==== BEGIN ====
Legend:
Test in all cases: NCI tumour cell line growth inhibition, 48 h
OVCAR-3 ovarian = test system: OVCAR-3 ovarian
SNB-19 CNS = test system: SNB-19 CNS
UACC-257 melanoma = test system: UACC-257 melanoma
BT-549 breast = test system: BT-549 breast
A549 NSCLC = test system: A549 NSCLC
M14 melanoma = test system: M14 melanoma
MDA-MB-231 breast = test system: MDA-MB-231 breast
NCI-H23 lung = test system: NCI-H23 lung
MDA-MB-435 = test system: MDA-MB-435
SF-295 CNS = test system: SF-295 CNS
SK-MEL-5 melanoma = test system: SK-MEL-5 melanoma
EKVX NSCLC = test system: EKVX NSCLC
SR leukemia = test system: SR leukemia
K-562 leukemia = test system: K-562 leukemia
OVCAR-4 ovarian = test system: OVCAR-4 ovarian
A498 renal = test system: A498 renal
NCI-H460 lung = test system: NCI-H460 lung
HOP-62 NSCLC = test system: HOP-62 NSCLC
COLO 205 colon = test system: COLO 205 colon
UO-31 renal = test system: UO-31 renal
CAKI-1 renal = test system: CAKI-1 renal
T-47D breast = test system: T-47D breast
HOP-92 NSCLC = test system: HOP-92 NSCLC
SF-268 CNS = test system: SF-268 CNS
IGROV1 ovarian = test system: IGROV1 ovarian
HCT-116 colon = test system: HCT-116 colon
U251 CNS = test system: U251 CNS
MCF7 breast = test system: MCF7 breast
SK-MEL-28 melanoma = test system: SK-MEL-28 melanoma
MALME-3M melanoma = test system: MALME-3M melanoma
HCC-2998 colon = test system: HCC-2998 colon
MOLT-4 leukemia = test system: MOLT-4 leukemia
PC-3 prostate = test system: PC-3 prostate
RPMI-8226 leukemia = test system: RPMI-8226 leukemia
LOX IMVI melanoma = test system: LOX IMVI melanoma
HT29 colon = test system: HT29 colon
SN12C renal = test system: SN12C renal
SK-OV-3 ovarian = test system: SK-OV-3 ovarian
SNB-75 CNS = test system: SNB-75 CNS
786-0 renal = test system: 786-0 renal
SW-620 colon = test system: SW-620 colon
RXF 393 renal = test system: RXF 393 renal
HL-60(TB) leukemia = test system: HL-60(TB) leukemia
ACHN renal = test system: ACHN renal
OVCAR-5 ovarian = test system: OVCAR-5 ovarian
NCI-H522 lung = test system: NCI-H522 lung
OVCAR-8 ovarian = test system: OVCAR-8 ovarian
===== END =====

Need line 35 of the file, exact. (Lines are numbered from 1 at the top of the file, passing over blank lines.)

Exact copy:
PC-3 prostate = test system: PC-3 prostate